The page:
As an international research team, publishing its study in Communications Earth & Environment , suggests, a catastrophic drop in atmospheric ozone levels around the tropics has likely contributed to a bottleneck in the human population .
This ozone loss would have occurred 70,000 years ago as a result of the eruption of the Toba supervolcano, located in present-day Indonesia.
Large volcanic eruptions emit gases and ash that create an aerosol layer that attenuates sunlight in the stratosphere, causing the Earth’s surface to cool. This "volcanic winter" has multiple side effects, such as colder oceans, prolonged El Niño events, poor harvests and disease .
The study suggests that the Toba cloud of SO2 depleted global ozone levels by as much as 50 percent. Furthermore, they found that the effects on ozone are significant, even in relatively small eruption scenarios. Health hazards resulting from increased ultraviolet radiation at the surface would have significantly affected human survival rates. As the author Sergey Osipov of the Max Planck Institute for Chemistry explains:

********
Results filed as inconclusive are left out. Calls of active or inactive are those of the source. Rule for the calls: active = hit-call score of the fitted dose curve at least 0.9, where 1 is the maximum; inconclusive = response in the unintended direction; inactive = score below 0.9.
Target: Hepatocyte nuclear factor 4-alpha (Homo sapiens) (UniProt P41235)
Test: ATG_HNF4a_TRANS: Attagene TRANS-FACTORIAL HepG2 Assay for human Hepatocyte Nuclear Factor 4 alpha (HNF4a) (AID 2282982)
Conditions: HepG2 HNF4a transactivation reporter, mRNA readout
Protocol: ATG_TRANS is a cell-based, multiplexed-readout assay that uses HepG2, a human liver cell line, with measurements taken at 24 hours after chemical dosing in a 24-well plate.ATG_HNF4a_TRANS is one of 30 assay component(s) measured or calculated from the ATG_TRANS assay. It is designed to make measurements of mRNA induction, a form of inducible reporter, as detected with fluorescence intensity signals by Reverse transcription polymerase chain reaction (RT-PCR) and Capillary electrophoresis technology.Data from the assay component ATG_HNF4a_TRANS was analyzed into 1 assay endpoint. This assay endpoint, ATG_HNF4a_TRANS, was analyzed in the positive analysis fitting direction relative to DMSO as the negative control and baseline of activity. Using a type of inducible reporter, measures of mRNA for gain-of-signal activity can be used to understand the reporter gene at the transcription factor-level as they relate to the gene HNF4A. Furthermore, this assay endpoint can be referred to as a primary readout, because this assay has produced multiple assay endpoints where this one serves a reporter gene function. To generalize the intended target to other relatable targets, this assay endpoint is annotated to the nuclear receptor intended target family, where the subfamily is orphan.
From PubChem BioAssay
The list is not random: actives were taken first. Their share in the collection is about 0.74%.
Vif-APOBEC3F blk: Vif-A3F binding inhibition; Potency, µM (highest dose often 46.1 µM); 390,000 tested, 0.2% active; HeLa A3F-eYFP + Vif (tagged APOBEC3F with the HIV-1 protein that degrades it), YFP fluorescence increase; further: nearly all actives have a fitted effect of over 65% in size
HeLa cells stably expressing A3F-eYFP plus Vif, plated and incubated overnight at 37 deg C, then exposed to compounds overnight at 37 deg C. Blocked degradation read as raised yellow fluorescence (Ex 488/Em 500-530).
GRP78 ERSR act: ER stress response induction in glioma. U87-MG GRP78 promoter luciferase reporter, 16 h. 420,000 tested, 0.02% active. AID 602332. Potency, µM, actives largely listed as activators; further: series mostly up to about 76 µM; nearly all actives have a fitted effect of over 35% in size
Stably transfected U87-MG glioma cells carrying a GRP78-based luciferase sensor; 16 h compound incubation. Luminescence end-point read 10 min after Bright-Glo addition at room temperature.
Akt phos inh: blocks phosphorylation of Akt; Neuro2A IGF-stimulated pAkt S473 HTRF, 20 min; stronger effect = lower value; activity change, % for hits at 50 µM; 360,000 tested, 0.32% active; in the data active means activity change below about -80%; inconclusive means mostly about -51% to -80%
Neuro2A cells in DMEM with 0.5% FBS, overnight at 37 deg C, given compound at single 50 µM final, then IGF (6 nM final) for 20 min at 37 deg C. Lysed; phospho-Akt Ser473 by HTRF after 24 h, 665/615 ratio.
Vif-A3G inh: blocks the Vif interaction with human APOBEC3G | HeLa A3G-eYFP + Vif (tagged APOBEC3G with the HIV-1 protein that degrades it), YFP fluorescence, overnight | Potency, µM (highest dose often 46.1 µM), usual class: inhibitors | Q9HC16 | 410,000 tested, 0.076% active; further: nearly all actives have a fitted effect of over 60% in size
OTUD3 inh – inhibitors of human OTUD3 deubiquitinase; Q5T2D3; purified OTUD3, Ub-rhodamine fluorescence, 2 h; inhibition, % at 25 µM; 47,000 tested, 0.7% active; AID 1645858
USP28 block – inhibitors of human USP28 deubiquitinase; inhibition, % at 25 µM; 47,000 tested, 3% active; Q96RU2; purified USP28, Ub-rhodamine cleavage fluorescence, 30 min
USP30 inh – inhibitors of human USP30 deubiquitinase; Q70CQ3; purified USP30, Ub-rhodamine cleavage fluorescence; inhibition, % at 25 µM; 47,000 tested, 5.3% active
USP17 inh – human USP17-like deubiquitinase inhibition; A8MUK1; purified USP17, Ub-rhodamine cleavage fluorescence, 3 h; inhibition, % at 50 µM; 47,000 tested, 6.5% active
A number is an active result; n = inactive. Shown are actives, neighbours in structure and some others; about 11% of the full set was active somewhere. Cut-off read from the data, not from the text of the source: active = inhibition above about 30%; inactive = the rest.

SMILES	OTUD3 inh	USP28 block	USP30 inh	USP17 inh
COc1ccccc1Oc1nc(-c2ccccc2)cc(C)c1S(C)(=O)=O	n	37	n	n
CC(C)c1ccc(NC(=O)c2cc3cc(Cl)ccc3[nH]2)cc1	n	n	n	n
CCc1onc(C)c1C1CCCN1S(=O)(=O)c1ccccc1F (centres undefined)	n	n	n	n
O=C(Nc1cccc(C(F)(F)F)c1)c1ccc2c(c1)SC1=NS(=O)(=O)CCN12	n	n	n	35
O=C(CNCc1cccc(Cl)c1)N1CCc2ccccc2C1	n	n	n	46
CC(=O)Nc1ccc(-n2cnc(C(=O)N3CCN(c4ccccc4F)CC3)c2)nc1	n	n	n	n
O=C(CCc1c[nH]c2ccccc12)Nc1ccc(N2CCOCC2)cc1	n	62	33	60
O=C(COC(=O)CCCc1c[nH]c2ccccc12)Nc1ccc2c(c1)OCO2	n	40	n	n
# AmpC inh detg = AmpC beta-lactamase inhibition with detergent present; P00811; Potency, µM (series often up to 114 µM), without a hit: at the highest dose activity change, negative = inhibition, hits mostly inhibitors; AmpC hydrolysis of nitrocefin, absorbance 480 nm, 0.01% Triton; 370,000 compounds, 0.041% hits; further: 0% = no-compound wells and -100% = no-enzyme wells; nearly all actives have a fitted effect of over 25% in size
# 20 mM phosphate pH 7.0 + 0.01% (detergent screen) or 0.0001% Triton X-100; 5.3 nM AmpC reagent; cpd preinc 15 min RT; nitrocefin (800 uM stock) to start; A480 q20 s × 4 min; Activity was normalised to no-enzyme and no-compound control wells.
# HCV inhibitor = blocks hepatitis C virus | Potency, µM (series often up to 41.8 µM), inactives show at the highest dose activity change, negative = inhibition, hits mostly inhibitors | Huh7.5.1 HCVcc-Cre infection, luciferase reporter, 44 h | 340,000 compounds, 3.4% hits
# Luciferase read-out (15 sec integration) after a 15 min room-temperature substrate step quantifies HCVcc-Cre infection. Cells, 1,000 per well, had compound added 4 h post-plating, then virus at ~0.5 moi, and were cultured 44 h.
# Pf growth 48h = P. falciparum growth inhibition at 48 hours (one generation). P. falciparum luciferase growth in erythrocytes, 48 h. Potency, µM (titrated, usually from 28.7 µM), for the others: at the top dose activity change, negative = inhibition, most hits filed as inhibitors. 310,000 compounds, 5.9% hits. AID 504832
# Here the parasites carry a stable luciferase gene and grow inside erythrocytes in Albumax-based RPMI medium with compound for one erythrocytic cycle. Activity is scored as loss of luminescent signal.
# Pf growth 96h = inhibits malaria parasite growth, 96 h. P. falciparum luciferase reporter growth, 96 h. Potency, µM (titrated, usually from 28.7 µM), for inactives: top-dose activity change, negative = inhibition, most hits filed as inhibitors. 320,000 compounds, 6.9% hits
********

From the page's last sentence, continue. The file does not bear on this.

Toba has long been postulated as the cause of the bottleneck, but initial investigations into the climatic variables of temperature and precipitation did not provide concrete evidence of a devastating effect on humanity. We note that near-surface ultraviolet (UV) radiation is the driving evolutionary factor in the tropics. Climate becomes more relevant in the more volatile regions far from the tropics.
The theory states that human evolution was affected by a recent volcanic event. It was proposed in 1998 by Stanley H. Ambrose of the University of Illinois at Urbana-Champaign. The theory states that, when the climate and other factors were restored, humans began to spread out from Africa.